Only Bosco Ntaganda’s troops were in the Congolese town of Kobu and surrounding villages at the time it was attacked in March 2003, said a prosecution witness in Ntaganda’s trial before the International Criminal Court (ICC).
“Were there Lendu combatants defending villages when residents fled into the bush when the enemy arrived?” asked defense lawyer Luc Boutin.
“No, there were no Lendu combatants there,” replied Witness P-016, during his testimony on Wednesday, Nov. 4. He added, however, that he heard that members of the Congolese Popular Army (APC) rebel group were in the neighboring town of Djatsi.
On November 3, during the first day of his testimony, Witness P-016 described massacres in Kobu which he said were committed by soldiers from the Patriotic Forces for the Liberation of Congo (FPLC), the armed wing of the Union of Congolese Patriots (UPC) group. He recounted how he discovered the bodies of his father who had been shot dead, and his wife and children who were decapitated during the attack on his village.
He stated that there were “many” other bodies which “had been decapitated and disemboweled” by troops from the FPLC, whose deputy chief of staff was Ntaganda.
Judges granted Witness P-016 the use of an in-court pseudonym but his image and voice were not distorted. Most of his cross-examination by the defense was done in closed session.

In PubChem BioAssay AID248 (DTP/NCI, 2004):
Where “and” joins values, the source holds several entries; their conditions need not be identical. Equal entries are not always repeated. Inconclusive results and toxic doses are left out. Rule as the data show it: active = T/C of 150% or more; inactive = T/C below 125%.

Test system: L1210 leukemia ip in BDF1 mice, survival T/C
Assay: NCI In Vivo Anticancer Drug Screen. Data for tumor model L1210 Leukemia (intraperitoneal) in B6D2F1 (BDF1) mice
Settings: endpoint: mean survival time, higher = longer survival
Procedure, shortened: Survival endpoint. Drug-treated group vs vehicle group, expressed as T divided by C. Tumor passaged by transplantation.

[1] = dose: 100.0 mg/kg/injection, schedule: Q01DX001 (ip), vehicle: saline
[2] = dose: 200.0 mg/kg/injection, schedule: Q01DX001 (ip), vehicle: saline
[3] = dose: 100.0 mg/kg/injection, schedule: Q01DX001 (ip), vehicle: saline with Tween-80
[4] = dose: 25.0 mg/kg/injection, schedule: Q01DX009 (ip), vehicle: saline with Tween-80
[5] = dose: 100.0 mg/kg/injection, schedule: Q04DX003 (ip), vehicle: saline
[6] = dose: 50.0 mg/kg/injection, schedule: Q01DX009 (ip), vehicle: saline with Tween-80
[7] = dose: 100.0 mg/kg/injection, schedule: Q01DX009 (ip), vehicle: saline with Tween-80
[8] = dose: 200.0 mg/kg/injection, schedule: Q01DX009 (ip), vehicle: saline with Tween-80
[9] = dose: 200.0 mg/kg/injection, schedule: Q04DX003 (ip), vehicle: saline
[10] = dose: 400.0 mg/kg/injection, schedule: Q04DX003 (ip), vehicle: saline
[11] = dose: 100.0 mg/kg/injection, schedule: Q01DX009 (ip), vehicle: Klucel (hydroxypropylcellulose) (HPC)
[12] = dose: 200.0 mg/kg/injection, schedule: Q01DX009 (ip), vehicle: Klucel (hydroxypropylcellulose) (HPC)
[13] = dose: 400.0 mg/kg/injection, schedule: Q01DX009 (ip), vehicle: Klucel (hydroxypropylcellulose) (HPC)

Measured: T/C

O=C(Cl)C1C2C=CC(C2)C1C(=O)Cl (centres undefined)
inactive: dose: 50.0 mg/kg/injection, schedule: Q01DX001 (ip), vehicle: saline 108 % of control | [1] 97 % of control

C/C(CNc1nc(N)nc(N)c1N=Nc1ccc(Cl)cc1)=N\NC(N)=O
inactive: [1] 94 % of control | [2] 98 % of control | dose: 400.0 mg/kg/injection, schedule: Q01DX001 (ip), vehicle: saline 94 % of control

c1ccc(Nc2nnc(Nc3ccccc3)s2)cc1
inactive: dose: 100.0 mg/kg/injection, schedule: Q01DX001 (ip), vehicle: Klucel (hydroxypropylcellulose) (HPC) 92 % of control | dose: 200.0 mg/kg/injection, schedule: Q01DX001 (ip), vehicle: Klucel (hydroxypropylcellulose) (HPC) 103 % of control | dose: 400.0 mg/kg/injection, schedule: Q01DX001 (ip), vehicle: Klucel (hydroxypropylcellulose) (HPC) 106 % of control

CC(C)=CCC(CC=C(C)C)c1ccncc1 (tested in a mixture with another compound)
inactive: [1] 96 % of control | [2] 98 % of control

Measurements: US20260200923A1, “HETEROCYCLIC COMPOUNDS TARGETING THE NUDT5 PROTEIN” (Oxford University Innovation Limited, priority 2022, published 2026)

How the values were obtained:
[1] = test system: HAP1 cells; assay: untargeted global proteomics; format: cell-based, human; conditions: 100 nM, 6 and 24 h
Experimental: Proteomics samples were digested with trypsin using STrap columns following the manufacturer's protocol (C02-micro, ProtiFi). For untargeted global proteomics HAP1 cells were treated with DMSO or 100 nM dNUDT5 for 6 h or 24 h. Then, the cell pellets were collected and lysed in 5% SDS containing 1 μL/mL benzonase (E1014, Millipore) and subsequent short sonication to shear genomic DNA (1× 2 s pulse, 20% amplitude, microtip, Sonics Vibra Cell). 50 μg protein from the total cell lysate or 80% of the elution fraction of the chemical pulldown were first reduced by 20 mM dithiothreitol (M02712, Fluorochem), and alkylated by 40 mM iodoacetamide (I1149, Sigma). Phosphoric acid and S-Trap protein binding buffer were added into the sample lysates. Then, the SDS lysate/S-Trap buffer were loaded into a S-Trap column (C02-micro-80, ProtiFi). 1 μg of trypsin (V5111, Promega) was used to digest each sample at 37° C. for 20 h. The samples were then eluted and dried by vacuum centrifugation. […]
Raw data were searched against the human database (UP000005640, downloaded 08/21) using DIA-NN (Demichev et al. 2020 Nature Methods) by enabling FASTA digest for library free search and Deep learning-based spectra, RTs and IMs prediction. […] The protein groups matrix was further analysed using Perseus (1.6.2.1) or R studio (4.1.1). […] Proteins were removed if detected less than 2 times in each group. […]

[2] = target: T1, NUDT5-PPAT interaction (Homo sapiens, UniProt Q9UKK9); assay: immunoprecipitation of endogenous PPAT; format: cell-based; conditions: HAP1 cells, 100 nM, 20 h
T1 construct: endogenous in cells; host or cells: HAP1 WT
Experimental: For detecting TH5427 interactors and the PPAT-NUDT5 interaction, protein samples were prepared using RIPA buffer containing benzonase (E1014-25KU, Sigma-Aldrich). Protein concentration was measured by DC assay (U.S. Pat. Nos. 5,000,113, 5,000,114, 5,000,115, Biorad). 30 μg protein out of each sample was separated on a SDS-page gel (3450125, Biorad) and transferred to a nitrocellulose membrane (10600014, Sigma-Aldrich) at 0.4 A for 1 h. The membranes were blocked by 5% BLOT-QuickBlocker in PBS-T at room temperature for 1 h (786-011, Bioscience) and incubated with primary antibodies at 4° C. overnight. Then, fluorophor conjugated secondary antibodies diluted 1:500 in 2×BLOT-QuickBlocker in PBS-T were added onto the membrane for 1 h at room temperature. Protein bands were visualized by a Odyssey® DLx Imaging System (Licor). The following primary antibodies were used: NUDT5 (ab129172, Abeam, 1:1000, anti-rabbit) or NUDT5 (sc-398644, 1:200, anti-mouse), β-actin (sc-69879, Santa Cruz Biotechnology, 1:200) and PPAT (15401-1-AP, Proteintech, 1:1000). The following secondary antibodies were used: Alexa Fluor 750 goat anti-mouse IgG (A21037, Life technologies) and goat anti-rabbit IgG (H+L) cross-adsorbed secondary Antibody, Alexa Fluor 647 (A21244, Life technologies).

Prosecutors charge that Ntaganda’s group was predominantly made up of members of the Hema ethnic group and that it persecuted non-Hema civilian populations, such as the Lendu, in a bid to drive them out of several areas the Ituri district of the Democratic Republic of the Congo in 2002 and 2003. It is alleged that Ntaganda, 41, commanded and on some occasions personally participated in committing crimes including murder, rape, attacks on civilians, and pillaging.
During cross-examination of Witness P-016, defense lawyer Luc Boutin highlighted inconsistencies between the witness’s in-court testimony and the statement he made to prosecution investigators in 2005 about his knowledge of the identity of the Kobu attackers.
According to the witness’s testimony, he heard from fellow residents immediately after the attack that it was the work of “Bosco’s men” because “the Hema could act in such a way.”
However, in his 2005 statement, the witness told investigators that he was told who was allegedly responsible within one month of the attack.
“So what the prosecutor reports as having been your word is not correct. Is that what you are saying?” Boutin asked.
“No, that wasn’t what I said. I said during the conflict is when we learnt that it was Bosco’s group that had done that [attack]. I didn’t speak about a month,” replied Witness P-016.
Hearings in the trial are scheduled to continue on Thursday, Nov. 5, 2015.